Unlike Sandwich’s music, that of Moonstar88, the night’s other headlining band, readily translates to the kind of ambiance “Campfire” intends to create. Earnest, melodious and bittersweet, the group’s set of hits are practically begging for an acoustic treatment.

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Dressed in laid-back summer fits, Moonstar88—lead singer Maysh Baay, guitarist Herbert Hernandez, drummer Bon Sundiang and bassist Buddy Zabala—set a mellow tone that gave the crowd a postcard-perfect backdrop for a summer beach jam.

“All of the gigs we have recently played were big and loud, so this is a welcome change for us. I have been wanting to do a show like this in a long while,” Maysh said.

The crowd dissolved into a chorus of awws, then promptly started to sing along when the group performed some of its well-loved hits like “Sulat” and “Torete.” Maysh dedicated her rendition of “Panalangin” to all the “mag-jowa” out there. In “Migraine,” the fans went crazy when she went for a sustained note in the bridge.

“That song has been out for more than 10 years, but it didn’t become popular until recently. So we’re just holding on—maybe our newer music will hit it big in five years!” jested Maysh, who also debuted two new songs that she asked to be kept a secret until they release them.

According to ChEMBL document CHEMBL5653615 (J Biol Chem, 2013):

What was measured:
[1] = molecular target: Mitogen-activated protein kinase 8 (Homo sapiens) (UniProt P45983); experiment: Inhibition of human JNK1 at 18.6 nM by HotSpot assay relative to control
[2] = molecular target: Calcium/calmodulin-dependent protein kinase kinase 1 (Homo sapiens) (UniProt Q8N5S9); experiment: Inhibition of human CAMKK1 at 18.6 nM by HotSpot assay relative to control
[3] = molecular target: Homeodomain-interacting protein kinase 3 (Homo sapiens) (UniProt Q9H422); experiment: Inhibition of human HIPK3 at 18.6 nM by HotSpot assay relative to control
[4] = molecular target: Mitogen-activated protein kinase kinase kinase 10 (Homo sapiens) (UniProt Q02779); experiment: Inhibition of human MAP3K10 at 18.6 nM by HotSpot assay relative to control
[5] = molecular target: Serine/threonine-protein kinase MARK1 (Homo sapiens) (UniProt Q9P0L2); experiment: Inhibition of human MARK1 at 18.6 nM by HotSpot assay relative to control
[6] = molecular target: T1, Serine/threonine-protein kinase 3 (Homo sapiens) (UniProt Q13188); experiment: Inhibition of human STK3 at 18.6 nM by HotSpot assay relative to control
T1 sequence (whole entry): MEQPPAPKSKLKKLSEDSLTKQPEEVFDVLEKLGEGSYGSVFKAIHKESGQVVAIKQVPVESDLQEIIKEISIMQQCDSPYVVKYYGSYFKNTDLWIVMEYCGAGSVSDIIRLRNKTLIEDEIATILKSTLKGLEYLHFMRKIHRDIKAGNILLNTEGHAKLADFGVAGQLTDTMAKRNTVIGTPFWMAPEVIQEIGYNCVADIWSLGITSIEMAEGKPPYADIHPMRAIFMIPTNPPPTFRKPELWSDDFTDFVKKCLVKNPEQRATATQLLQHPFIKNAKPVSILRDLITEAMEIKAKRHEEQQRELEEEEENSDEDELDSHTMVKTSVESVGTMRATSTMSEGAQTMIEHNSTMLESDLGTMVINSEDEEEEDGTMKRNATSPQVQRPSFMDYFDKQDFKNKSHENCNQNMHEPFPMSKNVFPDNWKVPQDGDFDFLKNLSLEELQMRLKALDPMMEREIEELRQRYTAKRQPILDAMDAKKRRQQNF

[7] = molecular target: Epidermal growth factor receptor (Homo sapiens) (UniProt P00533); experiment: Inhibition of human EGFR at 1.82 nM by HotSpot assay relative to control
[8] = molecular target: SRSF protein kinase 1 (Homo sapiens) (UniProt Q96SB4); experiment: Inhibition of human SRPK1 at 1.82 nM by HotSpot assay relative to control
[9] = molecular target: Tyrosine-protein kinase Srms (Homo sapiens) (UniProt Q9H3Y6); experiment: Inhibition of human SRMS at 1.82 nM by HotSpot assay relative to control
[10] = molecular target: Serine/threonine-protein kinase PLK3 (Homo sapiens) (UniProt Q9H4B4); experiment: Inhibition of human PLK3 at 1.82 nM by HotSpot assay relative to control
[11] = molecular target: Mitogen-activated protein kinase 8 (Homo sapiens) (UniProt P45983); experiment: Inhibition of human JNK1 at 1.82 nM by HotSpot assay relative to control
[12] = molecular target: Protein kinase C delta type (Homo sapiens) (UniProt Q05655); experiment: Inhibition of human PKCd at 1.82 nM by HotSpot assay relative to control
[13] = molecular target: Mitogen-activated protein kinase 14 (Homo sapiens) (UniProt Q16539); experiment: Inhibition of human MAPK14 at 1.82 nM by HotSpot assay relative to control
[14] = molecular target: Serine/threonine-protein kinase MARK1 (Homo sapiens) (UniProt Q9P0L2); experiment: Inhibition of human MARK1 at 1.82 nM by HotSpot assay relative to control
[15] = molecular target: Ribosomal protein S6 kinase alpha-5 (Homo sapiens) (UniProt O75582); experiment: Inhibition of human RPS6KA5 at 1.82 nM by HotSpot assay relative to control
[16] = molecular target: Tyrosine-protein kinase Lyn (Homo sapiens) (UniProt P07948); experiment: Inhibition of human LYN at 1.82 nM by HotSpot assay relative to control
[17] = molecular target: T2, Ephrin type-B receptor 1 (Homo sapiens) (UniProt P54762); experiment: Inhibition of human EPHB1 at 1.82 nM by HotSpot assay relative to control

Raymund Marasigan

But as good as the music was, it wasn’t all there is to “Campfire.” Mounted by Chi Resurreccion of the alternative rock band Typecast and his partner, May Valentino—through their company Green Turismo—the annual event marries music and tourism by bringing artists and their fans in an out-of-town trip.

“It’s nice being in an intimate setting with people who are out to have a good time,” pointed out Mong, who also conducted a talk/workshop about all things music prior to the show. “Those people chose to be here for the music.”

For most of the show, the campers kept their cell phones and cameras in their pockets—or in the air. They refrained from taking photos, recording video clips and posting them on social media. That would, after all, spoil the very experience they signed up for.

But when Raymund and Buddy, formerly of the influential rock band Eraserheads, took the stage at the tail end of the session, the fans finally gave in. In one fell swoop, they whipped out their gadgets, got up from the spots they were lounging, and made a dash toward the performers.

Everyone knew what was coming.

The happy crowd knew what was coming

Together with Maysh, Raymund and Buddy threw in a surprise set of Eraserheads classics. Before long, everybody was losing the chill they had been trying to keep.

The campers cheered and sang their heads off to the songs—“Minsan,” “Pare Ko,” “Sembreak”—all the words to which they knew by heart.

Some danced with arms around each other’s shoulders. Some raised their bottles. Some found it impossible to resist the urge to capture the special moment. And some found themselves too emotional to even lift up their phones.

By the time “Alapaap” kicked in, Raymund was on his feet, smacking the tambourine as he and the rest of the gang raced to the coda: “Gusto mo ba/Gusto mo bang/Sumama?”